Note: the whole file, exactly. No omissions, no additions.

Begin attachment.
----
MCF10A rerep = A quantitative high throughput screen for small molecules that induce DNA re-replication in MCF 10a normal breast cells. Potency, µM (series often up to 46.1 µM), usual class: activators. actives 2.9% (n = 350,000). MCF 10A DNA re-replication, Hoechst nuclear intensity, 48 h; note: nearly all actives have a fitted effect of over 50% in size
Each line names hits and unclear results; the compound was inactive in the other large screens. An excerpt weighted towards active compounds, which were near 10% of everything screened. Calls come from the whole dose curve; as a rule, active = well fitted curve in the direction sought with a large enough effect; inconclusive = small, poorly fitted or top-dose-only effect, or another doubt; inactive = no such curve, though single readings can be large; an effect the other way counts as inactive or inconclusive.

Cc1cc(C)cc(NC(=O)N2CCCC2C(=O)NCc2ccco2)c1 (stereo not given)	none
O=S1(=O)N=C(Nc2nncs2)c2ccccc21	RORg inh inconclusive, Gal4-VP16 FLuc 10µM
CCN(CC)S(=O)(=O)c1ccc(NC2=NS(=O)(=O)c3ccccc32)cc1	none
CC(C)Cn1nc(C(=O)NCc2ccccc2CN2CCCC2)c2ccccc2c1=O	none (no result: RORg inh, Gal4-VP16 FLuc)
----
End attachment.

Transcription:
MCF10A rerep = A quantitative high throughput screen for small molecules that induce DNA re-replication in MCF 10a normal breast cells. Potency, µM (series often up to 46.1 µM), usual class: activators. actives 2.9% (n = 350,000). MCF 10A DNA re-replication, Hoechst nuclear intensity, 48 h; note: nearly all actives have a fitted effect of over 50% in size
Each line names hits and unclear results; the compound was inactive in the other large screens. An excerpt weighted towards active compounds, which were near 10% of everything screened. Calls come from the whole dose curve; as a rule, active = well fitted curve in the direction sought with a large enough effect; inconclusive = small, poorly fitted or top-dose-only effect, or another doubt; inactive = no such curve, though single readings can be large; an effect the other way counts as inactive or inconclusive.

Cc1cc(C)cc(NC(=O)N2CCCC2C(=O)NCc2ccco2)c1 (stereo not given)	none
O=S1(=O)N=C(Nc2nncs2)c2ccccc21	RORg inh inconclusive, Gal4-VP16 FLuc 10µM
CCN(CC)S(=O)(=O)c1ccc(NC2=NS(=O)(=O)c3ccccc32)cc1	none
CC(C)Cn1nc(C(=O)NCc2ccccc2CN2CCCC2)c2ccccc2c1=O	none (no result: RORg inh, Gal4-VP16 FLuc)